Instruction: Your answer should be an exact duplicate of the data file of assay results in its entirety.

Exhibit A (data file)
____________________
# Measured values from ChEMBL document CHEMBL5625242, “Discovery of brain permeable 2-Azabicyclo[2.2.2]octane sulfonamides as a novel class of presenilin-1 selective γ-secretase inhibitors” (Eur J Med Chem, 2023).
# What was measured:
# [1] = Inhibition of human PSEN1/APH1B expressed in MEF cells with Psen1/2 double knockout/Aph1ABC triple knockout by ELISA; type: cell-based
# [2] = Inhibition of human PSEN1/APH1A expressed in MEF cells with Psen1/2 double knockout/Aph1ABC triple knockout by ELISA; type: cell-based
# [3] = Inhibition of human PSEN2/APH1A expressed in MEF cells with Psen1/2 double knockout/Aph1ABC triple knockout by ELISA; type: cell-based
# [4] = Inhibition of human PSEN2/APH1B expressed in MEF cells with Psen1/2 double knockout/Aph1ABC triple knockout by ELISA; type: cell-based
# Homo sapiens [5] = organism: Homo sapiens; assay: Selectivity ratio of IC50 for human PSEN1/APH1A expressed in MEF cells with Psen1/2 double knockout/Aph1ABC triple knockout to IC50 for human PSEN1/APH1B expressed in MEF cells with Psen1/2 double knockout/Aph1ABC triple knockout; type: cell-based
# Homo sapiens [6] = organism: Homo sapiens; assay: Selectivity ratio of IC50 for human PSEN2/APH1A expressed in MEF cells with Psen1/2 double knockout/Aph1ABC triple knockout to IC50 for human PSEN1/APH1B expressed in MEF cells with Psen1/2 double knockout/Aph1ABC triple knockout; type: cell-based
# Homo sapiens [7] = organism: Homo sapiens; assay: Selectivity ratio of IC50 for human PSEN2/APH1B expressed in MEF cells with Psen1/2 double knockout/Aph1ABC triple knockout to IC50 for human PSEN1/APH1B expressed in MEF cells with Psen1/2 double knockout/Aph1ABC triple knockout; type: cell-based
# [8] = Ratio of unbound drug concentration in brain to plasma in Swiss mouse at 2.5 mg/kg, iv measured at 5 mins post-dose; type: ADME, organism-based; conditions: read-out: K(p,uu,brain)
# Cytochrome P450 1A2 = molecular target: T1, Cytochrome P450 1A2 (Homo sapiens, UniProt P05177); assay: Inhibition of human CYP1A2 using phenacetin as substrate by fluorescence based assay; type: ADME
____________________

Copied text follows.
# Measured values from ChEMBL document CHEMBL5625242, “Discovery of brain permeable 2-Azabicyclo[2.2.2]octane sulfonamides as a novel class of presenilin-1 selective γ-secretase inhibitors” (Eur J Med Chem, 2023).
# What was measured:
# [1] = Inhibition of human PSEN1/APH1B expressed in MEF cells with Psen1/2 double knockout/Aph1ABC triple knockout by ELISA; type: cell-based
# [2] = Inhibition of human PSEN1/APH1A expressed in MEF cells with Psen1/2 double knockout/Aph1ABC triple knockout by ELISA; type: cell-based
# [3] = Inhibition of human PSEN2/APH1A expressed in MEF cells with Psen1/2 double knockout/Aph1ABC triple knockout by ELISA; type: cell-based
# [4] = Inhibition of human PSEN2/APH1B expressed in MEF cells with Psen1/2 double knockout/Aph1ABC triple knockout by ELISA; type: cell-based
# Homo sapiens [5] = organism: Homo sapiens; assay: Selectivity ratio of IC50 for human PSEN1/APH1A expressed in MEF cells with Psen1/2 double knockout/Aph1ABC triple knockout to IC50 for human PSEN1/APH1B expressed in MEF cells with Psen1/2 double knockout/Aph1ABC triple knockout; type: cell-based
# Homo sapiens [6] = organism: Homo sapiens; assay: Selectivity ratio of IC50 for human PSEN2/APH1A expressed in MEF cells with Psen1/2 double knockout/Aph1ABC triple knockout to IC50 for human PSEN1/APH1B expressed in MEF cells with Psen1/2 double knockout/Aph1ABC triple knockout; type: cell-based
# Homo sapiens [7] = organism: Homo sapiens; assay: Selectivity ratio of IC50 for human PSEN2/APH1B expressed in MEF cells with Psen1/2 double knockout/Aph1ABC triple knockout to IC50 for human PSEN1/APH1B expressed in MEF cells with Psen1/2 double knockout/Aph1ABC triple knockout; type: cell-based
# [8] = Ratio of unbound drug concentration in brain to plasma in Swiss mouse at 2.5 mg/kg, iv measured at 5 mins post-dose; type: ADME, organism-based; conditions: read-out: K(p,uu,brain)
# Cytochrome P450 1A2 = molecular target: T1, Cytochrome P450 1A2 (Homo sapiens, UniProt P05177); assay: Inhibition of human CYP1A2 using phenacetin as substrate by fluorescence based assay; type: ADME